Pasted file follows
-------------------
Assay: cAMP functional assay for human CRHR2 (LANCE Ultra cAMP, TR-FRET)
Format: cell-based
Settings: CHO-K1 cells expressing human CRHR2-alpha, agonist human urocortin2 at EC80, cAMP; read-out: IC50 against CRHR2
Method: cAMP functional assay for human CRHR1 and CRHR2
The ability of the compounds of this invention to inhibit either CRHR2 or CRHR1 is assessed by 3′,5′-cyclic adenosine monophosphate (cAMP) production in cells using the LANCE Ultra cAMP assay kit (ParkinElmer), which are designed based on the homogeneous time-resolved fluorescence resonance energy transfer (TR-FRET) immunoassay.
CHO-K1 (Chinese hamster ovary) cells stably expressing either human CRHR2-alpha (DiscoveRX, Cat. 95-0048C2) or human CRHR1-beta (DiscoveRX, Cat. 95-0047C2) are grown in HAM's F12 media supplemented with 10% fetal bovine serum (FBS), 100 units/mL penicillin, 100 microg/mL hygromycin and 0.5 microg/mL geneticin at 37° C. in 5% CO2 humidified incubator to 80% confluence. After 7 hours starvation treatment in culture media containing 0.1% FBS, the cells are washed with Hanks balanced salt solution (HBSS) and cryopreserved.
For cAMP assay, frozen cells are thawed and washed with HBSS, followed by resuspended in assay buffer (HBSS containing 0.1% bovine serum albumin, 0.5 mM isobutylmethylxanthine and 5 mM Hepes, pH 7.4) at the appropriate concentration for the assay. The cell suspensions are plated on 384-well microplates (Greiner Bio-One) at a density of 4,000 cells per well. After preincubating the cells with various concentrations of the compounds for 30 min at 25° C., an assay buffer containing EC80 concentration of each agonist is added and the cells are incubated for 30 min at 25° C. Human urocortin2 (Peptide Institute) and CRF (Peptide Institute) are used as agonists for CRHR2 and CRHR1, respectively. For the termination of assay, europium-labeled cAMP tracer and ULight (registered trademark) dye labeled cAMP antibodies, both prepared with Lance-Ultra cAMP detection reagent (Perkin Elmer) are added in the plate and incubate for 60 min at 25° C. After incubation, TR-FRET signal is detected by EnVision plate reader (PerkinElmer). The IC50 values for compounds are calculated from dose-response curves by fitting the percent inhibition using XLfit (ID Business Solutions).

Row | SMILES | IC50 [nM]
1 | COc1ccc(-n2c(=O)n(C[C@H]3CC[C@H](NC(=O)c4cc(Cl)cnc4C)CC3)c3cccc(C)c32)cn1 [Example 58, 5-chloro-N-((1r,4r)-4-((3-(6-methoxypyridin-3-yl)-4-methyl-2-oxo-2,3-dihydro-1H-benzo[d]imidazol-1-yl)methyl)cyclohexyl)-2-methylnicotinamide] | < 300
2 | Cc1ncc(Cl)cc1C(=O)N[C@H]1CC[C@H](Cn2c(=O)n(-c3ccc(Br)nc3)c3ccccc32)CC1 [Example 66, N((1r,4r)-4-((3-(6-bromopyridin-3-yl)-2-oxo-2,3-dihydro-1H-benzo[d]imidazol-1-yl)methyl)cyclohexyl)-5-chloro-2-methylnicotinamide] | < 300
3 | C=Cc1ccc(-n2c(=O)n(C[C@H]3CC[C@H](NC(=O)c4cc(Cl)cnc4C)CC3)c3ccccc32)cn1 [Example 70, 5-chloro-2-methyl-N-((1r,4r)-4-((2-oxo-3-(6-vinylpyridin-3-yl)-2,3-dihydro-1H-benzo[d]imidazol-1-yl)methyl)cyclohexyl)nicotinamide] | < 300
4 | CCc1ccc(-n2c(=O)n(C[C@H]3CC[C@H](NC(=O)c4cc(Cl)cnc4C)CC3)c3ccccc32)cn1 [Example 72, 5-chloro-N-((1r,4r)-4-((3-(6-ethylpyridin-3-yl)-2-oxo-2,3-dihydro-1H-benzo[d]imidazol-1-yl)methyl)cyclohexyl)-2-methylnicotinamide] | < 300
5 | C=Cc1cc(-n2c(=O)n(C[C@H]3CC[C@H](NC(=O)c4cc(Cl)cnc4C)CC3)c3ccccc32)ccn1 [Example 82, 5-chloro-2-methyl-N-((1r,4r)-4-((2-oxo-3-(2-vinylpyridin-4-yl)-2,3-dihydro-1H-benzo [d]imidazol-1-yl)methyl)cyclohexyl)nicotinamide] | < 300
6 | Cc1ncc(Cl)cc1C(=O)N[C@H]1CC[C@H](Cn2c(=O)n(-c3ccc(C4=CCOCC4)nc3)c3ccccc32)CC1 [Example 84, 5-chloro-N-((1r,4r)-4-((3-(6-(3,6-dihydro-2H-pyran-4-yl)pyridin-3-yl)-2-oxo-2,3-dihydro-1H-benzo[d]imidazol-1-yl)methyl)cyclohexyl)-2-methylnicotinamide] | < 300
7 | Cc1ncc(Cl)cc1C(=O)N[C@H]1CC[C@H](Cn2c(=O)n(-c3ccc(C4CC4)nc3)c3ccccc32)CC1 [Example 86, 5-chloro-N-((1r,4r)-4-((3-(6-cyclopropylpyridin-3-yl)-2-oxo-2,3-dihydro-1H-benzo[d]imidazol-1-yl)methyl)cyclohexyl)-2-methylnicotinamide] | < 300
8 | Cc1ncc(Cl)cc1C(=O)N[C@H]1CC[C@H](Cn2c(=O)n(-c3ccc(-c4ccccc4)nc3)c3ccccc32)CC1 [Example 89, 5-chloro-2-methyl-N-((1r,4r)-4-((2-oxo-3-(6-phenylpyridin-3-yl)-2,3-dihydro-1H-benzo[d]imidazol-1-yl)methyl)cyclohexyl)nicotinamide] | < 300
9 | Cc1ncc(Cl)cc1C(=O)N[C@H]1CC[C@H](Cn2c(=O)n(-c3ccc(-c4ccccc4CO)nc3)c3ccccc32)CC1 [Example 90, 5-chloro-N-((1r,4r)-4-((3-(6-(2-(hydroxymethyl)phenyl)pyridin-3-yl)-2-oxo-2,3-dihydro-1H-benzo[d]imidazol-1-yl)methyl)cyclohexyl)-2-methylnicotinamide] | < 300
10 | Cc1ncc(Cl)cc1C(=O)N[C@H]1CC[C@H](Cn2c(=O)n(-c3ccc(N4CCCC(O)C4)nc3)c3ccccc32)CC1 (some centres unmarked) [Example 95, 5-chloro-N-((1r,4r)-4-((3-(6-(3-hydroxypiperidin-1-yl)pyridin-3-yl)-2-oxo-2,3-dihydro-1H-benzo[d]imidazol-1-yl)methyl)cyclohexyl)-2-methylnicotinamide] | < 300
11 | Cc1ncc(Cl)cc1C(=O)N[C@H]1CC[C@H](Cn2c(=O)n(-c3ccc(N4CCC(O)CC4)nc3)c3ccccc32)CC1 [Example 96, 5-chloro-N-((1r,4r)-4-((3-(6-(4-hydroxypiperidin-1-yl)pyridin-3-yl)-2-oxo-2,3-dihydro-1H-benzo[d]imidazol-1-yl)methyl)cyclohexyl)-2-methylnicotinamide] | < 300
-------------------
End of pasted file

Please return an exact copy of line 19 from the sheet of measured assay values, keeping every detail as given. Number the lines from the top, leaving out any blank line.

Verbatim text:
11 | Cc1ncc(Cl)cc1C(=O)N[C@H]1CC[C@H](Cn2c(=O)n(-c3ccc(N4CCC(O)CC4)nc3)c3ccccc32)CC1 [Example 96, 5-chloro-N-((1r,4r)-4-((3-(6-(4-hydroxypiperidin-1-yl)pyridin-3-yl)-2-oxo-2,3-dihydro-1H-benzo[d]imidazol-1-yl)methyl)cyclohexyl)-2-methylnicotinamide] | < 300